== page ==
Long Cruel Winter for Animals: Pet Adoptions Down, Cruelty Up

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Local animal shelters say it’s been a long cruel winter for homeless cats and dogs.

Julia Palmer has run the Capital Area Humane Society in Lansing for the past 15 years. She says, this winter, she’s never seen so many cases of animal cruelty. “We've had multiple cases with animal deaths related directly to the cold. We did the necropsies and we have the evidence to support that. So there were truly cases of animals that were succumbing to extreme temperatures. By far, more animals than I've ever seen in my career."

It’s a packed house at the Ingham County Animal Shelter. Managers there say the long and frigid winter has put the freeze on adoptions. Ashley Hayes, Volunteer Liason and Event Planner says, “We're below average from what we've been in the past few years which has caused the shelter to fill up. We're getting in as many as we usually do, but not as many going out."

The Ingham County shelter relies on its popular mobile adoption events to make it easier for people to adopt cats and dogs. But this winter, it was tough to get out into the community. Hayes says, “We've had to cancel a few mobile adoptions due to the harsh weather. We always have to weigh the risk of sending out our volunteers as well as a van full of animals when the roads are slick, winds are high, there's a foot of snow to go through."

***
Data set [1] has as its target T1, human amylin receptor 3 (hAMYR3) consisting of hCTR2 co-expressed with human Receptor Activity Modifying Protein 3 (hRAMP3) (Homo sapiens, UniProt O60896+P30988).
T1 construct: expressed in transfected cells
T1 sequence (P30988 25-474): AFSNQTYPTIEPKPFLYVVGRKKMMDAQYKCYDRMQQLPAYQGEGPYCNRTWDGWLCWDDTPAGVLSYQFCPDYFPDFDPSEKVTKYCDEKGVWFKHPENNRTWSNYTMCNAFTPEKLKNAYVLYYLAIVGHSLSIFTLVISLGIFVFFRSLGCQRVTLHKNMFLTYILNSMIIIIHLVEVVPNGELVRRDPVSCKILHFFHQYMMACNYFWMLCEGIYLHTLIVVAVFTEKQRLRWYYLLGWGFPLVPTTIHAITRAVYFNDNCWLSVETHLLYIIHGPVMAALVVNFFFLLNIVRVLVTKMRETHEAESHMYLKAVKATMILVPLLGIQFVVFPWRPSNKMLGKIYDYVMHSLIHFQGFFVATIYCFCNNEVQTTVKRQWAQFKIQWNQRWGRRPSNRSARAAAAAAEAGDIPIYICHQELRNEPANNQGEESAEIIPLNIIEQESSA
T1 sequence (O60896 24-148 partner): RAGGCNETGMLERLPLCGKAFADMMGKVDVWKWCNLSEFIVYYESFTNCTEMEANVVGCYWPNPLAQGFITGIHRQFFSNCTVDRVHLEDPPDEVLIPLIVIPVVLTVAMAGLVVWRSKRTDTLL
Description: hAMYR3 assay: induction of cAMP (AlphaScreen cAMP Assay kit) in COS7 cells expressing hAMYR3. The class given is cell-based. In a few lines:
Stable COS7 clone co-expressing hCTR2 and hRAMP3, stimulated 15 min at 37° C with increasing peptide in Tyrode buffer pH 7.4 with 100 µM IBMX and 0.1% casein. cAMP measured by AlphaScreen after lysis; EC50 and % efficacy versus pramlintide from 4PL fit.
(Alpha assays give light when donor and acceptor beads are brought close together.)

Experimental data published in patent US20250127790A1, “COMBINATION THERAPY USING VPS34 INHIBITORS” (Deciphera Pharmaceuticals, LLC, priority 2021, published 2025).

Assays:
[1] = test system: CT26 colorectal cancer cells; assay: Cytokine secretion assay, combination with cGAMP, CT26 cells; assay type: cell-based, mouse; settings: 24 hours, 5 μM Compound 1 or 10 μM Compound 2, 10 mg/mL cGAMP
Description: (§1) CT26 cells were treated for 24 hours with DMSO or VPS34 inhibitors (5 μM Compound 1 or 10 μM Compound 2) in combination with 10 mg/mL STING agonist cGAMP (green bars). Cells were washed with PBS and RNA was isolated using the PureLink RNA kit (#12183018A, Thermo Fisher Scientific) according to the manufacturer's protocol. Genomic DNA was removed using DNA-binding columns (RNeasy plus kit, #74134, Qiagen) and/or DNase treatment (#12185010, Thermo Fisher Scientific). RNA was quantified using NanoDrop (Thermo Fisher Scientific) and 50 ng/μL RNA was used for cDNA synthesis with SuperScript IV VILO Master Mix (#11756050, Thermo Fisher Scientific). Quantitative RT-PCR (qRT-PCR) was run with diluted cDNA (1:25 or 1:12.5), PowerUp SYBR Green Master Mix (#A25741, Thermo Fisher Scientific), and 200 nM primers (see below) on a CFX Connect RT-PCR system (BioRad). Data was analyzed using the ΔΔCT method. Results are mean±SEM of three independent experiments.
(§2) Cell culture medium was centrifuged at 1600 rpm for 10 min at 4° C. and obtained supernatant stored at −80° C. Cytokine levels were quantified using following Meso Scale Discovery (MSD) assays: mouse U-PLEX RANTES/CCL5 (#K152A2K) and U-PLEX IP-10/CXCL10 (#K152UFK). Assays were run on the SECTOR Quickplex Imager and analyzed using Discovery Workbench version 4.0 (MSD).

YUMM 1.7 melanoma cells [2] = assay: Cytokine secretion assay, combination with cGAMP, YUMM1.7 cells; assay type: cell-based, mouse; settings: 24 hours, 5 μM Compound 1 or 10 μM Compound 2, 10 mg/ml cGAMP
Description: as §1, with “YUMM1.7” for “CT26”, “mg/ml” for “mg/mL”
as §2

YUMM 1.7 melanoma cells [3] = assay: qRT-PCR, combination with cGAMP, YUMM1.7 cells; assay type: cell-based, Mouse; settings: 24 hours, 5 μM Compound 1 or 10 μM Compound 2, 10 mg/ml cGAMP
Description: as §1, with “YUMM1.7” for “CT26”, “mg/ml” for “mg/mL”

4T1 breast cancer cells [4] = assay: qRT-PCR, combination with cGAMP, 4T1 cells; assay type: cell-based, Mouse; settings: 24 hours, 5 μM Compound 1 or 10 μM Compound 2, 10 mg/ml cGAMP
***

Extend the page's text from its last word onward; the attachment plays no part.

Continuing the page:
Now the shelter is working to get the word out, practically giving animals away, to make room for more. Said Hayes, “Last year we didn't have to euthanize at all due to space, pretty phenomenal for an open admission shelter like us. We really want to keep that trend going. If the year continues the way that it does, and adoptions don't increase, that might change."

Ingham County has special deals for people willing to adopt. On “Whisker Wednesdays” dogs are half off and cats are free. All animals are spayed, neutered, microchipped, and vaccinated.